A UV coating is a product applied in a dedicated coater unit at the end of a press. The coating is applied via a dedicated coater and then exposed to ultraviolet light for an instantaneous cure. The result. UV coatings can be gloss, satin, or matte finishes. -coated and can be applied with different application blankets to create unique and artistic designs.
An aqueous coating is simply a water-based product that is approximately 60% water. The coating is applied via a dedicated coater at the end of a press. It is usually flood coated and dries quickly. Aqueous coating is the most common coating choice and the most widely used technology within the graphic arts industry. Aqueous coatings are the most economical coating choice and easy to run. The economical and environmental advantages, as well as superior performance features make this technology a good fit for packaging, publication, and commercial applications.
Soft Touch Coatings
A soft touch coating is known as a special effect coating. Its key functional property is a velvet/silky soft smooth finish. It is applied via a dedicated coater unit. Soft touch coatings have quickly become one the fastest growing coatings in popularity. People navigate to this type of finish simply because the package feels great. -; thus, soft touch coating and UV gloss coating are often used together on a package in a contrasting appearance (not only does the package have a wonderful feel but it also has a super UV gloss in key areas – contract affect coupled with the soft touch feel).
Advantages of Coatings
Specialty, aqueous, and UV coatings can help you open doors to new markets, take on higher-end jobs and, in short, build your bottom line along with your reputation. They offer many advantages when used on commercial prints and packages. They offer printed pieces protection, shelf appeal, specialty sensory effects and functional properties.
Coatings can help packages and publications stand up to the rigors of shipping, handling, and in-store displays. They can also protect from sun, moisture, dust and dirt, chemicals, and more. In addition to protection from shipping and environmental elements, coatings can also protect a package and brand with counterfeit prevention, authentication, serialization, and track and trace features for labels, packaging, and products.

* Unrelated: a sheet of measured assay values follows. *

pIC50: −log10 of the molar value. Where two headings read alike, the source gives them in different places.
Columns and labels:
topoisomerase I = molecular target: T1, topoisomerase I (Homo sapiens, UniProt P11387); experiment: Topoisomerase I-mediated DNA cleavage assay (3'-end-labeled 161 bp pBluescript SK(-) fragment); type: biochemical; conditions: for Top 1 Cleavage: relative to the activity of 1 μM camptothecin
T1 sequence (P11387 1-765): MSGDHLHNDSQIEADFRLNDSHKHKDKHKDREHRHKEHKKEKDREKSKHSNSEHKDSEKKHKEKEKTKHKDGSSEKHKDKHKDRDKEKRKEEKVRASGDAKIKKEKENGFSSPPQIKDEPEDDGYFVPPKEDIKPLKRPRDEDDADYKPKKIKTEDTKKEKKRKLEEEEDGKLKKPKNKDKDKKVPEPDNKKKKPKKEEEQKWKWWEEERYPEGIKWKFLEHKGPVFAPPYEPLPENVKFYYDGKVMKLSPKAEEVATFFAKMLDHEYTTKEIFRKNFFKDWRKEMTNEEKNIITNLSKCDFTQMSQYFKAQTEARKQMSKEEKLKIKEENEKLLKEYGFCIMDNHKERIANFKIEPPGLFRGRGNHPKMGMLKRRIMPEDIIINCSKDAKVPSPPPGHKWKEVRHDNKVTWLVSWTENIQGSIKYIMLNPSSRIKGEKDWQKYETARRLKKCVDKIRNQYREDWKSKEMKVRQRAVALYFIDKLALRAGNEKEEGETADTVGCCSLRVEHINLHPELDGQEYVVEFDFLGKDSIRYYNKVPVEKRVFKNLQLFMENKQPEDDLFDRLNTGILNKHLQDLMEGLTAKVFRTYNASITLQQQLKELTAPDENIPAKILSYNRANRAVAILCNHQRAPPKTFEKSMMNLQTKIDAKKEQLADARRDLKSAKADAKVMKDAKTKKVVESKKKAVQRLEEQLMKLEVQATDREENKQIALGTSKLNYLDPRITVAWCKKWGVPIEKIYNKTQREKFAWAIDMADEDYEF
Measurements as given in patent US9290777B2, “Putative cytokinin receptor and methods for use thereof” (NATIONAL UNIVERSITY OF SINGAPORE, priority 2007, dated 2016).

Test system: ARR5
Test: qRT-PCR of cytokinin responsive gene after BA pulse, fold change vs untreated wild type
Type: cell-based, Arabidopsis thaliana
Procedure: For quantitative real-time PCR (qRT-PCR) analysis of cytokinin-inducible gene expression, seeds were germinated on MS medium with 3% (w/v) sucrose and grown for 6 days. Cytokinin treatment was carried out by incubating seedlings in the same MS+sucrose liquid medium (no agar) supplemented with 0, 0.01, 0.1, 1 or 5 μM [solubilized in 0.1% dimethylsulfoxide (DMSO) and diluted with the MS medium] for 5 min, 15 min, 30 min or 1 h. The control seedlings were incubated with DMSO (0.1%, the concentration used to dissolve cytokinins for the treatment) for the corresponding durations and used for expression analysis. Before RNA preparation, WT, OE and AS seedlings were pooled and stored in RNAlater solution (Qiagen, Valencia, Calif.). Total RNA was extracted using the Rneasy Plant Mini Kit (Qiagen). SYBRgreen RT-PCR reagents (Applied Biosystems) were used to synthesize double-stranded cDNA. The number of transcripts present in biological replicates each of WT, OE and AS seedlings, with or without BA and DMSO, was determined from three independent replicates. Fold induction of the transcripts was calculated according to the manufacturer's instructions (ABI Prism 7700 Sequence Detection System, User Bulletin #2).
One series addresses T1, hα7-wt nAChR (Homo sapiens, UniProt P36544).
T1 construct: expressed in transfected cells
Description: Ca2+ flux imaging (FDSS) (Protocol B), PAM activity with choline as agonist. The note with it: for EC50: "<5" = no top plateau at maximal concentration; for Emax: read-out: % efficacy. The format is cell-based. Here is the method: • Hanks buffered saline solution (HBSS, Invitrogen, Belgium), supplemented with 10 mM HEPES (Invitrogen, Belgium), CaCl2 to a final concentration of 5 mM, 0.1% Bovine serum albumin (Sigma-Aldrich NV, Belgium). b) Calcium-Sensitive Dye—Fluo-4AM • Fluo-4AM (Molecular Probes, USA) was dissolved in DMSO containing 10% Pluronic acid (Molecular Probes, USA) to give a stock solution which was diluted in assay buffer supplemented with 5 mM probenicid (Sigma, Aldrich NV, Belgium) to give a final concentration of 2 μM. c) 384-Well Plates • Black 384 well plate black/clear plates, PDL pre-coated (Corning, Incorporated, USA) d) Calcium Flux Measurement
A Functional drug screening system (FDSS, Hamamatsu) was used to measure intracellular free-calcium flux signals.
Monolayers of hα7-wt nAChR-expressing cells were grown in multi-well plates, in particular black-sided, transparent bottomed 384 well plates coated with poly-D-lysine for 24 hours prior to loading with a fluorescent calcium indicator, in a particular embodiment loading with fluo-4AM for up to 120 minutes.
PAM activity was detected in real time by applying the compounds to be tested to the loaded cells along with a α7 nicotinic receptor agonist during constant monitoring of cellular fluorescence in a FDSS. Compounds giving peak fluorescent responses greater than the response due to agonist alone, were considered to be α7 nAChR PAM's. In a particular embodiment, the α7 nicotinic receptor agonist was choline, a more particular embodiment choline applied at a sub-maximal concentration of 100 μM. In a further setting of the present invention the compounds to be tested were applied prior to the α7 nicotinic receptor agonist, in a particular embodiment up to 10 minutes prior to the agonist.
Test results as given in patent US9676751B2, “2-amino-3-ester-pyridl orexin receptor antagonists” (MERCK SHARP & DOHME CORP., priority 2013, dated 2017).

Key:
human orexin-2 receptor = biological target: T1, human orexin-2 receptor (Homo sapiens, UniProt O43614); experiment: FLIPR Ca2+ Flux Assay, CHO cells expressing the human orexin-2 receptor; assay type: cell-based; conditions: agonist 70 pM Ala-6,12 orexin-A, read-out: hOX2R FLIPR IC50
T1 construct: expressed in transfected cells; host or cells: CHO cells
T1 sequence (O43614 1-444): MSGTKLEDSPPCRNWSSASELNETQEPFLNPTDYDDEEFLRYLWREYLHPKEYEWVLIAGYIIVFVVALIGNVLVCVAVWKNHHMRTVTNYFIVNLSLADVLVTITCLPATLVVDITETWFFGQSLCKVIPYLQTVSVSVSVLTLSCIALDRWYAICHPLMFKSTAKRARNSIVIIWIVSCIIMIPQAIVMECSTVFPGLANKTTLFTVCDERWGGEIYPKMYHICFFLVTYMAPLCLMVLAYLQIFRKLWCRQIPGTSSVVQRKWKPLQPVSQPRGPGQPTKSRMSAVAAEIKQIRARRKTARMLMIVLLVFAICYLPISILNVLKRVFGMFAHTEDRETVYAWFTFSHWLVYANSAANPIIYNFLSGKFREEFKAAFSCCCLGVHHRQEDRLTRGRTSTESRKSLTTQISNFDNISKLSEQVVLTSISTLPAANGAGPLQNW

Shelf Appeal and special effects
The visual appeal of specialty coatings and the functional role they can play helps brand managers achieve the competitive differentiation and increased market share they desire. Some types of coatings contain additives that can create special effects like holographic finishes or even scents that give your package an extra edge over competitors’ products. Super shiny, gloss coatings can help draw attention to your package on store shelves or in online listings.
Functional coatings achieve the ability to incorporate changes in the surface and properties of the coating, thereby enabling functionalities such as antimicrobial protection, gas and moisture permeation resistance, cohesive strength and brand security protection. Considering the importance given to brand protection, extending the shelf-life of products and improving the reusability of packaging material, there is significant interest in new coating materials that enhance the functional capabilities of packaging.
When it comes to printed packages, coatings are essential in order to maintain their integrity and attractiveness over time. Not only do they provide extra protection against wear and tear, but they also help make products stand out from competitors with special effects and functional properties. Print service providers need to consider all cost considerations before deciding whether or not coatings are necessary but, overall, they provide significant benefits when used correctly.
December 09, 2022
December 12, 2022
December 12, 2022
January 12, 2024
November 20, 2023
October 26, 2023